- Guidelines for the prenatal diagnosis of fetal skeletal dysplasias
A minor degree of lateral curvature of the femur is commonly seen in normal fetuses. Pronounced bowing, however, is observed in association with campomelic dysplasia, thanatophoric dwarfism, autosomal dominant osteogenesis imperfecta, achondrogenesis and hypophosphatasia.
In the latter, fractures and callus formation may also be detected.
Outcome of Fetuses with Diagnosis of Isolated Short Femur in the Second Half of Pregnancy
Reduced echogenicity of bones, suggestive of hypomineralization, is seen in such disorders as hypophosphatasia, osteogenesis imperfecta and achondrogenesis. The virtual absence of ossification of the spine, characteristic of achondrogenesis, may lead to the erroneous diagnosis of complete spinal agenesis.
Similarly, the pronounced clarity with which the cerebral ventricles are imaged, as a result of the poorly mineralized globular cranium in cases of hypophosphatasia, may result in the misdiagnosis of hydrocephalus. Care must be exercised, however, because lesser degrees of hypomineralization may not be detectable. Isolated limb reduction deformities, such as amelia complete absence of extremitiesacheiria absence of the handphocomelia seal limb or aplasia—hypoplasia of the radius or ulna, are often inherited as part of a genetic syndrome Holt—Oram syndrome, Fanconi pancytopenia, thrombocytopenia with absent radii syndrome and are readily diagnosible by ultrasonography in an at-risk fetus.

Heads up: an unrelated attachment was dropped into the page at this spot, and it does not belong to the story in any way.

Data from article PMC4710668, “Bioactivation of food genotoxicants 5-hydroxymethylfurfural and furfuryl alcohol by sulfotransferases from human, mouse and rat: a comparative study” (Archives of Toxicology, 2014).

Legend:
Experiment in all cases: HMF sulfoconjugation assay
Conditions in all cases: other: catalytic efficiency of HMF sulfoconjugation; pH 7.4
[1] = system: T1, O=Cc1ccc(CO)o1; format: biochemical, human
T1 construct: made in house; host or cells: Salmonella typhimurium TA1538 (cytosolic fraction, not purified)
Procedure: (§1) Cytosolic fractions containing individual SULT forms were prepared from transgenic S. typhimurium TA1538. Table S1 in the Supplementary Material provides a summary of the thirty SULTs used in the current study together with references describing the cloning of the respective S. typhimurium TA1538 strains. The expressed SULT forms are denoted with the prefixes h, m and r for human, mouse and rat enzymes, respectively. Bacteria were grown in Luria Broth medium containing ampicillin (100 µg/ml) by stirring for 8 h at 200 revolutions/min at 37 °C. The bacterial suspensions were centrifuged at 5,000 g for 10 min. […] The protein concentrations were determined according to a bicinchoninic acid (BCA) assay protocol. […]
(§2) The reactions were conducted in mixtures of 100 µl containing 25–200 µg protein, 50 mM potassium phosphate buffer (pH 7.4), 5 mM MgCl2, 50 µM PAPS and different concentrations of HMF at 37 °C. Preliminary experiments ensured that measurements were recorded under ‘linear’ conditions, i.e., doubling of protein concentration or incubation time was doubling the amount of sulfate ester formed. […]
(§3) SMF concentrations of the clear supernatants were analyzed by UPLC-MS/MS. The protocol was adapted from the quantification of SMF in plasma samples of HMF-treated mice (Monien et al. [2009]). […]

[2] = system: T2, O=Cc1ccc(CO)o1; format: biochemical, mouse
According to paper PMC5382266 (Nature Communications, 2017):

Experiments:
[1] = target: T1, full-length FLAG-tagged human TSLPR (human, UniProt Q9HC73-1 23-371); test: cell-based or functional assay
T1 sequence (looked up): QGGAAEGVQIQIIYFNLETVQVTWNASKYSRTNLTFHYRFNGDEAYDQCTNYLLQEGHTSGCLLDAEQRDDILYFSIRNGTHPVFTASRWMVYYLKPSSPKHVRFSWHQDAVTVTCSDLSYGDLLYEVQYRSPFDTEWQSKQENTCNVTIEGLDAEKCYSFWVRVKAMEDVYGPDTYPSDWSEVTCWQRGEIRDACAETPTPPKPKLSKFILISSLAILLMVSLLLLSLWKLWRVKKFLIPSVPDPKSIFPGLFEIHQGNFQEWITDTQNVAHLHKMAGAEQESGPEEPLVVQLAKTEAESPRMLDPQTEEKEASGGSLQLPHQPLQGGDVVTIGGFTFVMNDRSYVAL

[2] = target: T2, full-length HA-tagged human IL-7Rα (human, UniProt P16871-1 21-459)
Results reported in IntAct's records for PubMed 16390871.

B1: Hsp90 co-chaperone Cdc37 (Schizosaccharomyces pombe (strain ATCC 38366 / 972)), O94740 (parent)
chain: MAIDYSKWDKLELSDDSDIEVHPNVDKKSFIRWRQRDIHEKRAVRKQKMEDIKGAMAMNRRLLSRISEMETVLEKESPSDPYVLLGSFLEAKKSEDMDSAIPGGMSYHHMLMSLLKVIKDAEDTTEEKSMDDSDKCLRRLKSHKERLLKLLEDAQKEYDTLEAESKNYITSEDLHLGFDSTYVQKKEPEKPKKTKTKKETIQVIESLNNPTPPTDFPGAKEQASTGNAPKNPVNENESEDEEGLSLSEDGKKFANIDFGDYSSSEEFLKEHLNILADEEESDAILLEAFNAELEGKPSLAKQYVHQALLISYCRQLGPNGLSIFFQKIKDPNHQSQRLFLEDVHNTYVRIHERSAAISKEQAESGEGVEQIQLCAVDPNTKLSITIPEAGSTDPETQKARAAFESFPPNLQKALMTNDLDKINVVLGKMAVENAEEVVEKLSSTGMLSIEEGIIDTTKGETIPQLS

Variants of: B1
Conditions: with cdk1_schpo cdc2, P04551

Other causes of focal limb loss include the amniotic band syndrome, thalidomide exposure and caudal regression syndrome. Evaluation of hands and feet Fetal fingers and toes can be seen, and, with meticulous examination, abnormalities of numbers, shape, movement and attitudes can be recognized.Making Marriage Work - Dr. John Gottman